I cannot think of any situation in English where I would say "Please take care of me." It is a phrase that is best not translated literally but rather with a phrase used in a particular situation in English. Just as you don't translate "Gesundheit!" from German into "Health!" in English. Also this phrase is almost untranslatable without context, as is "どうぞ" by itself. Many situations, many possible translations.
Ofc you would meet a teacher who's services you need.
Ofc you have to trust him because as a nonexpert you have no other choice anyway and then you say please take good care of me.
It should be like "you are welcome" "thank you for coming, please come back"
For example: Person A: Wow this store is really good! I will for sure come back. Person B: Thank you so much, it was nice to serve you. It would be a pleasure to have you here again.
Something like that.
I've heard this in anime & live actions when a couple are talking to each other, saying "please take care of me" as a kind of courtesy~
はい！ I heard a whole 日本語podcast explaining how おねがい is involved in asking a favor, よろしくおねがいします is like saying "i want to be kind to you, please be kind to be too", that it expresses good intent & requests the same back.
Shouldn't "let's get along together" be a valid response as well? It fits in the situation and the meaning is close to the actual meaning of the Japanese phrase, right?
The translations shown when hovering are:
- Please take care of me
- Here you go
And yet, when I submitted "Here you go." my answer was wrong. I flagged it, but... hmmm. This is one of those Japanese phrases that conveys different message based on context/situation.
"Here you go" translates the first part xD Pay attention to the span of the translation column.
To put this in context. From what I understand from my textbook is that this phrase is used often when people meet each other for the first time in a business environment. This phrase shows respect for one another as well as being considerate of each other in a professional matter. As others have stated is that this phrase does not translate very well in English, but it's so very important to know whenever you find yourself doing business in Japan. Japanese people will respect you even more if you use it in a proper situation and makes the rest of the conversation much more lose.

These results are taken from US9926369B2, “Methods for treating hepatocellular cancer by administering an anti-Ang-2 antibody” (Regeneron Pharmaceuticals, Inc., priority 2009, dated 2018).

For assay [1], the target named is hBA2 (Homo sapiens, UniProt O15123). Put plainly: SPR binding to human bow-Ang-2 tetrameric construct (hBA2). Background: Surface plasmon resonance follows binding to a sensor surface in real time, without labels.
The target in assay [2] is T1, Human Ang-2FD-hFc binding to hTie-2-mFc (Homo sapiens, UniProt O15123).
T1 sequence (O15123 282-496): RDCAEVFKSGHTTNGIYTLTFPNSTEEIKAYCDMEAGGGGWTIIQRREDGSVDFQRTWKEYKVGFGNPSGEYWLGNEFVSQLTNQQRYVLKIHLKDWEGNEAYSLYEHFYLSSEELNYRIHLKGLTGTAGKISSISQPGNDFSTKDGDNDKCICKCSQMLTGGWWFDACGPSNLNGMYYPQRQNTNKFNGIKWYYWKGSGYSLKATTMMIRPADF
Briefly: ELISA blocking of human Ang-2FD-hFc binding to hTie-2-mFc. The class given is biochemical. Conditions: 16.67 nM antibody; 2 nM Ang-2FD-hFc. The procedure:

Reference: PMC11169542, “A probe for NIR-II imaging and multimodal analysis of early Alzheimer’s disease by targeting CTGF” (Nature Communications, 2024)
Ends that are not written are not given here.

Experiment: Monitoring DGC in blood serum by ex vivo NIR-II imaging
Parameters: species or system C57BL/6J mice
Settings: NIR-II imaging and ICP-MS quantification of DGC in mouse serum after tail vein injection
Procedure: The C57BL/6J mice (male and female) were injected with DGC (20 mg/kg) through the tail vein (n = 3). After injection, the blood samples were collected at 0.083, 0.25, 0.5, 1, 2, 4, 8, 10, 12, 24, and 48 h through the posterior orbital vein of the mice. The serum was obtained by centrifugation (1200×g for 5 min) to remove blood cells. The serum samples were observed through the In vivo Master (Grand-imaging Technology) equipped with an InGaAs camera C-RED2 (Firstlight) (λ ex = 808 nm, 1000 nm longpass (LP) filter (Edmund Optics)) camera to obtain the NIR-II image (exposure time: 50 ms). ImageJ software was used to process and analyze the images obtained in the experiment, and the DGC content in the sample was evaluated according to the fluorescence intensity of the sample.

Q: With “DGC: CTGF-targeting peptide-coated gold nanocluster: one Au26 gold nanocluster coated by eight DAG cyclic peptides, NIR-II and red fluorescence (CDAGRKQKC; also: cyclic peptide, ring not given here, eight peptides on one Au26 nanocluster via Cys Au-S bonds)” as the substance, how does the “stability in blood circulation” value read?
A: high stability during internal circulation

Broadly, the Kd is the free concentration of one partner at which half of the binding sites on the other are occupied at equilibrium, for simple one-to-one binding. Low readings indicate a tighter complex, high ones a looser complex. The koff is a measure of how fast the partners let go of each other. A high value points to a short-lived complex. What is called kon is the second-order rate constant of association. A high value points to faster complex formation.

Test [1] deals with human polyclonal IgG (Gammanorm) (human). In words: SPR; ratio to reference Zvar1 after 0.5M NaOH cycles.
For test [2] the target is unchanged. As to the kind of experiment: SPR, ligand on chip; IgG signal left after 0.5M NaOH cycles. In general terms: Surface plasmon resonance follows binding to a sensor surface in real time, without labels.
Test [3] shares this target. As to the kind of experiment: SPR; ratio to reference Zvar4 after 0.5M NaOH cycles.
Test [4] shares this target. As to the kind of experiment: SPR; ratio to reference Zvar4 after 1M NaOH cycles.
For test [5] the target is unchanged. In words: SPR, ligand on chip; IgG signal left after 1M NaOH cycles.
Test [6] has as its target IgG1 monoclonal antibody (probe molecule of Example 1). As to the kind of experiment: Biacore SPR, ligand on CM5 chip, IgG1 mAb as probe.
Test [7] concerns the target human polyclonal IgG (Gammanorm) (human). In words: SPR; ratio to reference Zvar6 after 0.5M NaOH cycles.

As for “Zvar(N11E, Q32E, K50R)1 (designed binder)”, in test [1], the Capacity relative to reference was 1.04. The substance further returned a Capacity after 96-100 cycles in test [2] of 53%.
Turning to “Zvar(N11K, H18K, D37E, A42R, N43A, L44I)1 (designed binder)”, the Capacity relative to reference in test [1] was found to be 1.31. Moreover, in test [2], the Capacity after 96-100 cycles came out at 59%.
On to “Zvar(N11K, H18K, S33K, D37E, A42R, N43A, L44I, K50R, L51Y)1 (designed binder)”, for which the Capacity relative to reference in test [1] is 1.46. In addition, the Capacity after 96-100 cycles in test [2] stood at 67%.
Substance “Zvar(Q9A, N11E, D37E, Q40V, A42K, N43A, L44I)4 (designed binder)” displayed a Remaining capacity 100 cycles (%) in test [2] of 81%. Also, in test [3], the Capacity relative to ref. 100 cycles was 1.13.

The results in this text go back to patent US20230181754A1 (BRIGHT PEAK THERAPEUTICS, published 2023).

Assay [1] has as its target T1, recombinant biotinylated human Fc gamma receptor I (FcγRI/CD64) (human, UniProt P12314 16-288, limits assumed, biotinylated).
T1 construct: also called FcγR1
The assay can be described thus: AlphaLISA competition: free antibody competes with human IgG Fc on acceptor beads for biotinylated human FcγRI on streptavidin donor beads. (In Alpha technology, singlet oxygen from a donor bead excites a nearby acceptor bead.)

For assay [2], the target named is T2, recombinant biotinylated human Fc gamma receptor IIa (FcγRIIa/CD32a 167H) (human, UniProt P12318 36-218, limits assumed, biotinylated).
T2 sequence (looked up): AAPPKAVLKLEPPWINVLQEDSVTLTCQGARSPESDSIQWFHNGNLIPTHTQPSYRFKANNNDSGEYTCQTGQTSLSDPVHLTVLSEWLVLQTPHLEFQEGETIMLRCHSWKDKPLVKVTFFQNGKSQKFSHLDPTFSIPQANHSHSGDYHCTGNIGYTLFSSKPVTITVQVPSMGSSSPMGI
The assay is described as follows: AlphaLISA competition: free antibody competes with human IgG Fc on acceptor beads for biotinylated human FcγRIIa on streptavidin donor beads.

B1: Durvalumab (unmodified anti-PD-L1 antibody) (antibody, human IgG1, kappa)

I said "very pleased to meet you" as is usually translated but that wasn't accepted
While the line can be translated like that, it's definitely not the most usual option ever chosen. You could just report it, maybe they'll add it as well, but do keep in mind this phrase is only translated along with the context — otherwise it just means, "Please do go easy on me," instead of, for example, "Looking forward to working with you," as you would say in English in a 100% identical situation.
This needs more options for translation that reflect its usage besides "please take care of me." "Could you do please me this kindness" seems to be the feel of this phrase in both meaning and tone of formality.
Oh my. I've learned Japanese before (in a non-English language) and when I saw this question my mind went blank. The only translation I could think of is "pretty pretty pretty please".
No, Duolingo. It's not a good idea to ask us to translate this kind of language nuance into another language. Do you think the user can guess out what the correct answer is?
This pretty much means nice to meet you, or just a thing you say to be polite at the first meeting of someone. its pretty formal, but it doesn't mean please take care of me at all
Several of the comments here hit the nail on the head 'translating' this doesn't make much sense and the 'correct' answer sounds very peculiar as an English sentence. DL Japanese needs a idioms section like DL Spanish does.
If a person said this in an ER in Japan, would that be the normal thing to say? Because Saying "Please take care of me" would be an OK (though probably not the most common thing said) thing to say in an English speaking ER